Other environmental legislation has a formal concept of equivalency. Under the Canadian Environmental Protection Act, the federal government has the authority to stand down a regulation that has been promulgated under the act when entering into an agreement with another jurisdiction—whether a provincial, territorial, or an aboriginal government—that has in place rules that are equivalent to those under CEPA.
The government has chosen not to pursue the model of formal equivalency under this system because, as I explained earlier, when the federal government moved to impose pricing across Canada, we already had a situation in which we had four provinces with pricing in place and three very different systems, each of which had a broadly similar scope of application—each applied to the same set of emissions—but used different mechanisms and, as a result, caused there to be different carbon prices in the marketplace.
British Columbia has an explicit charge; Alberta has an explicit levy on fuel use—we know exactly what the carbon price is. For covered facilities in Ontario and Quebec there's no legally established carbon price. Instead there's a cap, which creates market pressure, which is then manifested in a market price that may or may not be exactly the same as what exists in British Columbia or Alberta.
We are not in a position to say that the carbon price throughout Canada must be x dollars, because it's not x dollars in those four jurisdictions, and it wouldn't make any sense to require it to be that exact price everywhere else. Instead, the federal government has provided the remaining nine jurisdictions with exactly the same flexibility to choose their own system. If they do a cap-and-trade system, it needs to align with certain characteristics to make it essentially as rigorous and robust as the Ontario and Quebec system. If they rely on an express charge, then we need to see that price at $10 to $50 per tonne.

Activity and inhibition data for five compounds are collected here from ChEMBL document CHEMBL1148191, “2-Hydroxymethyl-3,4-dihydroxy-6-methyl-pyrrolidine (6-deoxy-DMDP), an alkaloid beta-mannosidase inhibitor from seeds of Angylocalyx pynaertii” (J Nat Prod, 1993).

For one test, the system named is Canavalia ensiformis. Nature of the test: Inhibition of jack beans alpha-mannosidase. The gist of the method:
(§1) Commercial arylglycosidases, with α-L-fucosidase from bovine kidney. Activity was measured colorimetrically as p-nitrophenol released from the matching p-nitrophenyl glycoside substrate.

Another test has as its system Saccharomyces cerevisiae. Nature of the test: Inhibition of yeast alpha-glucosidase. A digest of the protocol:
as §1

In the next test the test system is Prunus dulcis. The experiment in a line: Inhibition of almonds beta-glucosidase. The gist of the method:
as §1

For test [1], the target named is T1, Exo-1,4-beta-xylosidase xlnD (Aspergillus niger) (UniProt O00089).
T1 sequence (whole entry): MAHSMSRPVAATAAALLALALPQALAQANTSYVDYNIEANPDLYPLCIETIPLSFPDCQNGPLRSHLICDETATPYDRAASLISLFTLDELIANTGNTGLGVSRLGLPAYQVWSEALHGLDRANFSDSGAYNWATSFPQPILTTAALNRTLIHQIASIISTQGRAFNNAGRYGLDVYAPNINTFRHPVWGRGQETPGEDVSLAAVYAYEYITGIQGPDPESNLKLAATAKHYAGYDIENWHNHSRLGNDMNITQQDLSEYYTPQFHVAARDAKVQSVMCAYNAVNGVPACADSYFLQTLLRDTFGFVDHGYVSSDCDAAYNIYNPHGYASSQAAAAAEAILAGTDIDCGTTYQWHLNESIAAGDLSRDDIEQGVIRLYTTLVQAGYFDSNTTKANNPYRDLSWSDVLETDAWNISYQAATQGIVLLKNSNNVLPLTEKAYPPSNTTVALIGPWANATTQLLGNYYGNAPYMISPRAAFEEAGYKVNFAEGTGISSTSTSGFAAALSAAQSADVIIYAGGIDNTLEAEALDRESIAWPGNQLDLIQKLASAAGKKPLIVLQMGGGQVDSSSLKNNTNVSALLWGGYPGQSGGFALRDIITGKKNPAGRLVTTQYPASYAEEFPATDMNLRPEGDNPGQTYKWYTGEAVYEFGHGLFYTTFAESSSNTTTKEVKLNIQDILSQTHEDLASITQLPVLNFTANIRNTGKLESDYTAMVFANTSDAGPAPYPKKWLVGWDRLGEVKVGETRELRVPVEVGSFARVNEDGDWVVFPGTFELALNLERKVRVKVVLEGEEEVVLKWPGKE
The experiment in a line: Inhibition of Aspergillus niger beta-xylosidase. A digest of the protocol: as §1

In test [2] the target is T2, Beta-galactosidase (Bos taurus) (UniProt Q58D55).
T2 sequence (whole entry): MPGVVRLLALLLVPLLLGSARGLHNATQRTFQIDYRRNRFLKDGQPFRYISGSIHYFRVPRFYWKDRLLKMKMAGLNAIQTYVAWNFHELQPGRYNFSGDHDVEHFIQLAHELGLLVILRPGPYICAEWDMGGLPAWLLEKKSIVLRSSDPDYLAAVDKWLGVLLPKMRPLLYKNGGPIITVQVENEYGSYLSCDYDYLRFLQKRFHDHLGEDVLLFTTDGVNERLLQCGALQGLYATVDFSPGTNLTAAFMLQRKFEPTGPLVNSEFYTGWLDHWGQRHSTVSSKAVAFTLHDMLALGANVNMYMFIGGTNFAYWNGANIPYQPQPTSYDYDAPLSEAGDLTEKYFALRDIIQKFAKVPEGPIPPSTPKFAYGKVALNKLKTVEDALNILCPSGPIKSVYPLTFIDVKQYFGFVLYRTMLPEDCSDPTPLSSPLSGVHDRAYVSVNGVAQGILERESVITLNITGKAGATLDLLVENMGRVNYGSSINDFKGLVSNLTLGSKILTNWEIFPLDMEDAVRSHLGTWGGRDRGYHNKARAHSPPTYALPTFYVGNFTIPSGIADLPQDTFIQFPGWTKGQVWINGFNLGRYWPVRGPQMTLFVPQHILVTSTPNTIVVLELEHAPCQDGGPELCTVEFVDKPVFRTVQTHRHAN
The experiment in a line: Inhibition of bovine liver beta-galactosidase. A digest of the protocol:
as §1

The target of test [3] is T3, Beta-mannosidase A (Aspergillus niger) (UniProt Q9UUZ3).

That's a long-winded answer, but the bottom line is that there's no way, in a situation in which we already have different systems, to insist on one single price across Canada.
If someone from Nunavut were to drive down and purchase the gas directly and import it themselves right from the St. Lawrence, they would perhaps then pay a higher charge than someone in Quebec, because it's treated differently under cap and trade. The former premier of British Columbia, Christy Clark, expressed real concerns around equivalency, and the fact that this does not address that raises concerns, for me.
I just want to make sure that we will still be on part 5 at the next meeting, because I have questions about the whole proposed section 50, about rebates. My questions are too long to get into in a 15-minute exchange now, so I wanted to save them for another meeting.
I know we have witnesses this afternoon and tomorrow, and we'll have to figure out when to reschedule you folks, and for the 20-plus divisions that we have yet to go through. I think we're probably going to be meeting a little overtime.
With that, I thank the officials for coming, both those at the table and those we didn't get to.